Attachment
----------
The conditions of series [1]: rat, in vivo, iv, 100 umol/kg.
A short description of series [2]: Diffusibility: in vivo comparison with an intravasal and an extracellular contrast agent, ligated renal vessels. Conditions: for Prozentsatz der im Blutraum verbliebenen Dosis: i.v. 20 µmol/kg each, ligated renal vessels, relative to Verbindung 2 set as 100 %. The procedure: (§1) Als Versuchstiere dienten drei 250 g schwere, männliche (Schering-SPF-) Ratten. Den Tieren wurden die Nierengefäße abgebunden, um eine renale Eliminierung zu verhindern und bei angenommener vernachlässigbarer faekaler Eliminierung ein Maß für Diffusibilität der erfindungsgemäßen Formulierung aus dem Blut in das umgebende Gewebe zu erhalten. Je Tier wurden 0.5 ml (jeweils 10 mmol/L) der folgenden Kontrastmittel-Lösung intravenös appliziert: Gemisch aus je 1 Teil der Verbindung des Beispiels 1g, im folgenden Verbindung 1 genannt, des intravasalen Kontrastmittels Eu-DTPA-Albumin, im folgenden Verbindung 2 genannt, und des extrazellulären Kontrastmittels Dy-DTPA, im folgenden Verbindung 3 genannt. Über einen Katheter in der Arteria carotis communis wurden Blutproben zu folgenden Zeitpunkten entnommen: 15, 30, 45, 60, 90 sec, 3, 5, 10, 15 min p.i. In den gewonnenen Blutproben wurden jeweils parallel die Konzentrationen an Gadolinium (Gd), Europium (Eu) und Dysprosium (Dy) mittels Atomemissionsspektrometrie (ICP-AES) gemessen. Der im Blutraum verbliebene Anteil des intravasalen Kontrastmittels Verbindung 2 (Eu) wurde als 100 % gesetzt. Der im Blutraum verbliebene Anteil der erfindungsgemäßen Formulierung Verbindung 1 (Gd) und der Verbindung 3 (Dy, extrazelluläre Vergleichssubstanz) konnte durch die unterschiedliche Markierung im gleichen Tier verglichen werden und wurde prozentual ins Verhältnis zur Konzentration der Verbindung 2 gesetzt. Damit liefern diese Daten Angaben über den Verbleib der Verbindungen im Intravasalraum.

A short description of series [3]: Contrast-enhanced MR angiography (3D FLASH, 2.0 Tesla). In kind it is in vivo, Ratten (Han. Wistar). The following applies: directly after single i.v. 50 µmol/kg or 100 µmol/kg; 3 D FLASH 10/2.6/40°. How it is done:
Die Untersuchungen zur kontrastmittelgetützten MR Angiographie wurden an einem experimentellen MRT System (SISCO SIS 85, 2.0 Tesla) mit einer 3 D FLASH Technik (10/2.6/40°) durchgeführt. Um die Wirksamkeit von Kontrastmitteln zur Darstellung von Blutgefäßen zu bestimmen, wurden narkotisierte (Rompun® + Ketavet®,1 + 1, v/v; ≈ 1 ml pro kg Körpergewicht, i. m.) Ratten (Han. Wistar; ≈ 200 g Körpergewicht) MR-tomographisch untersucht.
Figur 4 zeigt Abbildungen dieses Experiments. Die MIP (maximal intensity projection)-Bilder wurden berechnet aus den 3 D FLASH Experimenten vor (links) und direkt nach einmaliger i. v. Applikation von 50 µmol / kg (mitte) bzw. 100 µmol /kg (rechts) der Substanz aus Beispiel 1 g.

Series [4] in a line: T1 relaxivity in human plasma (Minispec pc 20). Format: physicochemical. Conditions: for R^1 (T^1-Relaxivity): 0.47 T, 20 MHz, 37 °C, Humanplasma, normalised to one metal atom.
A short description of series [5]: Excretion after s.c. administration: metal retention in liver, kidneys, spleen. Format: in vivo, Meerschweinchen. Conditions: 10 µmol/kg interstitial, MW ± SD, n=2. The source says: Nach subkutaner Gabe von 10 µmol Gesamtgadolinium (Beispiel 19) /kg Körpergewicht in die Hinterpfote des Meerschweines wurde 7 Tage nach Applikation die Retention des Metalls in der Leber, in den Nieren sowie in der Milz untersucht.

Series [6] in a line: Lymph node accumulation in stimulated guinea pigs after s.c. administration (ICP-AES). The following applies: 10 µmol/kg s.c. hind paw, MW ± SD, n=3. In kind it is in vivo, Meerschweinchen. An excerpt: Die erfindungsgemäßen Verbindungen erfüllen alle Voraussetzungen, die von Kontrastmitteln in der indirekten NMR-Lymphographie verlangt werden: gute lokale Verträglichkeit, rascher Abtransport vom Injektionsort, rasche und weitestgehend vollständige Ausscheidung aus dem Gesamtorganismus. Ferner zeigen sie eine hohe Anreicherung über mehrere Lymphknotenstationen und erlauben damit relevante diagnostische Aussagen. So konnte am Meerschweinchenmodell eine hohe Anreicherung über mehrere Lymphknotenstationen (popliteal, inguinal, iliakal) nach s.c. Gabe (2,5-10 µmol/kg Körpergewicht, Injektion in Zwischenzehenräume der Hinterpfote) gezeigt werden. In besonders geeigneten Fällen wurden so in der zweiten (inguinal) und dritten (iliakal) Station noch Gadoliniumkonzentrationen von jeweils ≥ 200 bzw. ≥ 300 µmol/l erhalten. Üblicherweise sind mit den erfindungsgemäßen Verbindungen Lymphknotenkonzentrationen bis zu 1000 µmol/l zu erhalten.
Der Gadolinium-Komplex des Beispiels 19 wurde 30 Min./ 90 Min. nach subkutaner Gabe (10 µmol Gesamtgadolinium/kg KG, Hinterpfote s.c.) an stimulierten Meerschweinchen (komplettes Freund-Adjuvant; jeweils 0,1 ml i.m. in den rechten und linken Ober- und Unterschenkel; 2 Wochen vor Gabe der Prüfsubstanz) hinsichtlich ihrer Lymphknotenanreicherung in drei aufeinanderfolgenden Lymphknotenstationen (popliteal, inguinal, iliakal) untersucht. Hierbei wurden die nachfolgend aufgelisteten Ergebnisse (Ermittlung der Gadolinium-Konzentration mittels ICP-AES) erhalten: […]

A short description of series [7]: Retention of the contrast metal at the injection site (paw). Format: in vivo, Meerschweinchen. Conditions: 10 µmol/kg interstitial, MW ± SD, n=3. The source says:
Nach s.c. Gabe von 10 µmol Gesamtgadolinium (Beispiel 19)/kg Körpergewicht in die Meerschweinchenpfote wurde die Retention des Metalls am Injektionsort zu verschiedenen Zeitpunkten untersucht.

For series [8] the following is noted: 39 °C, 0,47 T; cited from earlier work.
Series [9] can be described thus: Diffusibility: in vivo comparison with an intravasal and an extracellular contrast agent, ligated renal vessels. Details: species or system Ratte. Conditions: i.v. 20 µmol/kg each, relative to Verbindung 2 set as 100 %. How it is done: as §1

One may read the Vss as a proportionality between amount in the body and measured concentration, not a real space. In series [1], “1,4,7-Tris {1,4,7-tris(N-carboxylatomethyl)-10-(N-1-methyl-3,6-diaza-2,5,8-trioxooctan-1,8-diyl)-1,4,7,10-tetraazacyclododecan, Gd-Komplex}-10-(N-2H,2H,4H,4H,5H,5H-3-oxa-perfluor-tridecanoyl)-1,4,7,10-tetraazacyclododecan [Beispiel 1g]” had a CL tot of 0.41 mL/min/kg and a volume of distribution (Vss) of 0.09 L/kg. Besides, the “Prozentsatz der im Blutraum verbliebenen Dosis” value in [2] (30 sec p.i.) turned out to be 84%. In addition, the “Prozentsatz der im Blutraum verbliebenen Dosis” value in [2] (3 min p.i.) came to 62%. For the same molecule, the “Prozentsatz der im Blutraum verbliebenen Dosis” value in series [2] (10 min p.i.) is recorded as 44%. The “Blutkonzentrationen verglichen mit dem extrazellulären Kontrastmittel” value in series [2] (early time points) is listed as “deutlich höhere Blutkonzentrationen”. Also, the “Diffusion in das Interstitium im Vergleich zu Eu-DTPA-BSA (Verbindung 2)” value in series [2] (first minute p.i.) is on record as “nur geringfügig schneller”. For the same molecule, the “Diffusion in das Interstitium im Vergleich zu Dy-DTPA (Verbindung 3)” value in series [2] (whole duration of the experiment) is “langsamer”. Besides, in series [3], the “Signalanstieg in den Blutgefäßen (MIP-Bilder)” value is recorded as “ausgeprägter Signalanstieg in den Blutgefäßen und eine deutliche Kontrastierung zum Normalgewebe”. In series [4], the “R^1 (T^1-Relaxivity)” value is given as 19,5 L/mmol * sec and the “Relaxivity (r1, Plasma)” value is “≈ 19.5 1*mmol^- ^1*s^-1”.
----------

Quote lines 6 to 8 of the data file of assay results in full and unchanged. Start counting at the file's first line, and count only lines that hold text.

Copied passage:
Series [4] in a line: T1 relaxivity in human plasma (Minispec pc 20). Format: physicochemical. Conditions: for R^1 (T^1-Relaxivity): 0.47 T, 20 MHz, 37 °C, Humanplasma, normalised to one metal atom.
A short description of series [5]: Excretion after s.c. administration: metal retention in liver, kidneys, spleen. Format: in vivo, Meerschweinchen. Conditions: 10 µmol/kg interstitial, MW ± SD, n=2. The source says: Nach subkutaner Gabe von 10 µmol Gesamtgadolinium (Beispiel 19) /kg Körpergewicht in die Hinterpfote des Meerschweines wurde 7 Tage nach Applikation die Retention des Metalls in der Leber, in den Nieren sowie in der Milz untersucht.

Series [6] in a line: Lymph node accumulation in stimulated guinea pigs after s.c. administration (ICP-AES). The following applies: 10 µmol/kg s.c. hind paw, MW ± SD, n=3. In kind it is in vivo, Meerschweinchen. An excerpt: Die erfindungsgemäßen Verbindungen erfüllen alle Voraussetzungen, die von Kontrastmitteln in der indirekten NMR-Lymphographie verlangt werden: gute lokale Verträglichkeit, rascher Abtransport vom Injektionsort, rasche und weitestgehend vollständige Ausscheidung aus dem Gesamtorganismus. Ferner zeigen sie eine hohe Anreicherung über mehrere Lymphknotenstationen und erlauben damit relevante diagnostische Aussagen. So konnte am Meerschweinchenmodell eine hohe Anreicherung über mehrere Lymphknotenstationen (popliteal, inguinal, iliakal) nach s.c. Gabe (2,5-10 µmol/kg Körpergewicht, Injektion in Zwischenzehenräume der Hinterpfote) gezeigt werden. In besonders geeigneten Fällen wurden so in der zweiten (inguinal) und dritten (iliakal) Station noch Gadoliniumkonzentrationen von jeweils ≥ 200 bzw. ≥ 300 µmol/l erhalten. Üblicherweise sind mit den erfindungsgemäßen Verbindungen Lymphknotenkonzentrationen bis zu 1000 µmol/l zu erhalten.